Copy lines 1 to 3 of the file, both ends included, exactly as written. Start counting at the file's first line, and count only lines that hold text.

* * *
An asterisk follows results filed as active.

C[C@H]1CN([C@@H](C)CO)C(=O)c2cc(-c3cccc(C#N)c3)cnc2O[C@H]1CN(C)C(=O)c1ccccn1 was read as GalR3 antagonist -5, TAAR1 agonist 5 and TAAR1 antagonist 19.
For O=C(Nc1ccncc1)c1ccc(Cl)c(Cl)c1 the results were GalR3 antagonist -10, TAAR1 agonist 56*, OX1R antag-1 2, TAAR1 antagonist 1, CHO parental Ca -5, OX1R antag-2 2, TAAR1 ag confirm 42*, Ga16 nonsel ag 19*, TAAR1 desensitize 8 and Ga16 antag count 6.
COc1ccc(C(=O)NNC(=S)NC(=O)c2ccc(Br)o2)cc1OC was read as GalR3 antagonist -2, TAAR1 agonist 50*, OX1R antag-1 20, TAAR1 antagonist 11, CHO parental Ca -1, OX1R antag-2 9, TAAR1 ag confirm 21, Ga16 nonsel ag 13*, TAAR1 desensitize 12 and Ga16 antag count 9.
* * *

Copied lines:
An asterisk follows results filed as active.

C[C@H]1CN([C@@H](C)CO)C(=O)c2cc(-c3cccc(C#N)c3)cnc2O[C@H]1CN(C)C(=O)c1ccccn1 was read as GalR3 antagonist -5, TAAR1 agonist 5 and TAAR1 antagonist 19.
For O=C(Nc1ccncc1)c1ccc(Cl)c(Cl)c1 the results were GalR3 antagonist -10, TAAR1 agonist 56*, OX1R antag-1 2, TAAR1 antagonist 1, CHO parental Ca -5, OX1R antag-2 2, TAAR1 ag confirm 42*, Ga16 nonsel ag 19*, TAAR1 desensitize 8 and Ga16 antag count 6.